Fleur de Ville – Part One

April 19, 2020by Monica Perrone

For this project profile, we will be highlighting a recent opportunity where I was given the task of remodeling six cul-de-sac islands for a local community. The client was looking for designs that complimented existing structures as well as coordinated with the entry sequence to provide guests and residents with a feeling of cohesiveness throughout the layout. With expertise, sensitivity, creativity, and the application of proven process, I was able to evaluate all visual and experiential aspects of the islands and develop solutions that left my client feeling satisfied with the end result.

It was important that these plans brought new interest to the neighborhood while still considering the existing trees and remaining practical within the setting. I selected drought resistant plants for a timeless and durable material palette, durable materials that not only added beauty to the areas but were also sustainable for local conditions. By eliminating all turf grass and optimizing the existing trees, we were able to support the community character in Mediterranean style.

Since this was a larger project, there was quite a bit of preliminary work that needed to be done in order to prepare us for a path to success. I first tackled this project by measuring and photographing the six islands as well as studying opportunities and constraints for each island. Aside from mature trees and the entry area, other existing conditions such as corner treatments, colored concrete bands, utilities, street lights, exposure, and neighboring homes all needed to be taken into consideration during this step. An example of a design element used to enhance the natural beauty of the islands while still incorporating required elements was to paint transformers and backflow covers a very dark brown to allow them to fade away visually within the composition.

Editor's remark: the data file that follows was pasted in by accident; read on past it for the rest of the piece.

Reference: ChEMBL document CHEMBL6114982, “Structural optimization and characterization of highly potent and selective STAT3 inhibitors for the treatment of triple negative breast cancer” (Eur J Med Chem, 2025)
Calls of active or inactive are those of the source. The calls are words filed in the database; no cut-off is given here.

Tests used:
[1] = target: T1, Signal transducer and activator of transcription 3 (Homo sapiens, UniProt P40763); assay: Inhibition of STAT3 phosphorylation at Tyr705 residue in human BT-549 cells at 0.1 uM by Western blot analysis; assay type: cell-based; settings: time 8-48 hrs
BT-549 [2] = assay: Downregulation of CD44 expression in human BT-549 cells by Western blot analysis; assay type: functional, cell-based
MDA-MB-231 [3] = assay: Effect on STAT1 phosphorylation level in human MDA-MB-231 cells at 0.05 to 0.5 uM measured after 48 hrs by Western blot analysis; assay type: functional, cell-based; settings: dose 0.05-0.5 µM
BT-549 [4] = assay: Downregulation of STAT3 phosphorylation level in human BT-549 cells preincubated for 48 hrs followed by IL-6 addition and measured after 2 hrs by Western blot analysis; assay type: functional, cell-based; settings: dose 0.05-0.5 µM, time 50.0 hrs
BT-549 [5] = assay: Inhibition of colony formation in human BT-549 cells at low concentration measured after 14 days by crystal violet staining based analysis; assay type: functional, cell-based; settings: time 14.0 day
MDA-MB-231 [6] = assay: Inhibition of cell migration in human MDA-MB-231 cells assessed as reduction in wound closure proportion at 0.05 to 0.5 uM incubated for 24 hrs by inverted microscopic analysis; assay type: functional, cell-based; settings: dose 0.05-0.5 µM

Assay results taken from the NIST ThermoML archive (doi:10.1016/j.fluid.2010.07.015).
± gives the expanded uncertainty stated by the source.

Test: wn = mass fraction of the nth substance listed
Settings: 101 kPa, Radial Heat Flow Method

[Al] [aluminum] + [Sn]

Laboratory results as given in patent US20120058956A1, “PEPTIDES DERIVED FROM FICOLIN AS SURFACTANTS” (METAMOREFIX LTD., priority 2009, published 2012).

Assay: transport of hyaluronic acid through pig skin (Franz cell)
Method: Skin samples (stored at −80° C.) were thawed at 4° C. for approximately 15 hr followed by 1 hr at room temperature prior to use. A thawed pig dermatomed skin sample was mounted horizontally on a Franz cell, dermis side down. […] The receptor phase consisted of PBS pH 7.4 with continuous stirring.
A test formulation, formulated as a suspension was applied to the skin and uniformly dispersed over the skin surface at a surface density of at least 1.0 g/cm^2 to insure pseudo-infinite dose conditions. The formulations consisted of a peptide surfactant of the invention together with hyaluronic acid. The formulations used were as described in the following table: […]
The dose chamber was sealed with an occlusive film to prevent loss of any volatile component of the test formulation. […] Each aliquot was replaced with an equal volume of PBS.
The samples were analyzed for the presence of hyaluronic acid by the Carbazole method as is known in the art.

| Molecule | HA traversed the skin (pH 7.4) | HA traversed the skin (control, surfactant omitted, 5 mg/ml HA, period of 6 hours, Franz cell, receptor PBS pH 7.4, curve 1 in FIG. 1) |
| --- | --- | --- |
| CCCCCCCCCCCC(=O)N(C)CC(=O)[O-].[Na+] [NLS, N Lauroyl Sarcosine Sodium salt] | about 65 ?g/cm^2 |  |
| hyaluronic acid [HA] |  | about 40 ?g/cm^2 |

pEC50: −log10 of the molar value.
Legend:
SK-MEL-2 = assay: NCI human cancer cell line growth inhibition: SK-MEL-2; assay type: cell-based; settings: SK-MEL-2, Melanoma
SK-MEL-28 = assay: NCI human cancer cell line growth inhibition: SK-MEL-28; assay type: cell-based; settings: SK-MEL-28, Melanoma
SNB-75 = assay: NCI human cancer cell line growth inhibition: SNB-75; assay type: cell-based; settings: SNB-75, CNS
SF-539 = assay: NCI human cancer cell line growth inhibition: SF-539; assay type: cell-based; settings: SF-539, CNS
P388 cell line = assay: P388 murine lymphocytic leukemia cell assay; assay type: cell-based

As an extra precautionary measure, I had an ISA Certified Arborist meet with me onsite to evaluate the overall health, longevity, and form/aesthetic contribution of the variety of existing trees. From this point I was able to generate a brief tree report and create a working base map consisting of a plan for all of the six cul-de-sac islands that I reviewed with my client to ensure they were confident with any revisions. 

I am excited for this opportunity to take my readers along for the ride as I detail this experience from start to finish. I hope that you have enjoyed reading about this project thus far and I encourage you to check in to the next installment of my blog where I go more into depth about how I brought the design elements of each of these six cul-de-sac islands to life!

Monica Perrone

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Monica Perrone is a Professional Landscape Architect with over thirty years in her industry. She has lived and worked in various regions of the United States with diverse experience including urban planning, landscape contracting, and event design.


With excerpts from Gardens Are for People by Thomas D. Church.

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